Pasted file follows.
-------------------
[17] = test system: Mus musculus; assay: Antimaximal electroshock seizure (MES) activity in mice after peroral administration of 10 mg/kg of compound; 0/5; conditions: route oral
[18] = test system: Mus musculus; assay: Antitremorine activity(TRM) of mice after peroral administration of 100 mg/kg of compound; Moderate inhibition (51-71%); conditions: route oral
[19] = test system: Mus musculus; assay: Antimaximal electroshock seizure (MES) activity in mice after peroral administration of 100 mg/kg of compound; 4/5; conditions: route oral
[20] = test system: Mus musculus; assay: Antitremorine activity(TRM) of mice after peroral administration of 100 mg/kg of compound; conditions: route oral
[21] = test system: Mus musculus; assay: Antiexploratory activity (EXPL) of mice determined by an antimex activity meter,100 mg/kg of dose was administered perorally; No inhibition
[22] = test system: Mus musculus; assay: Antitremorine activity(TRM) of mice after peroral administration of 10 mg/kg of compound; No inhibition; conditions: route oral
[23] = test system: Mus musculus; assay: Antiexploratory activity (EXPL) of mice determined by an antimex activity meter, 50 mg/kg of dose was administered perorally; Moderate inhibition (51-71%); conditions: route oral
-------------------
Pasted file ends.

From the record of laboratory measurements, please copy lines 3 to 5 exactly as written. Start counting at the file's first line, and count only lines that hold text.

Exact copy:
[19] = test system: Mus musculus; assay: Antimaximal electroshock seizure (MES) activity in mice after peroral administration of 100 mg/kg of compound; 4/5; conditions: route oral
[20] = test system: Mus musculus; assay: Antitremorine activity(TRM) of mice after peroral administration of 100 mg/kg of compound; conditions: route oral
[21] = test system: Mus musculus; assay: Antiexploratory activity (EXPL) of mice determined by an antimex activity meter,100 mg/kg of dose was administered perorally; No inhibition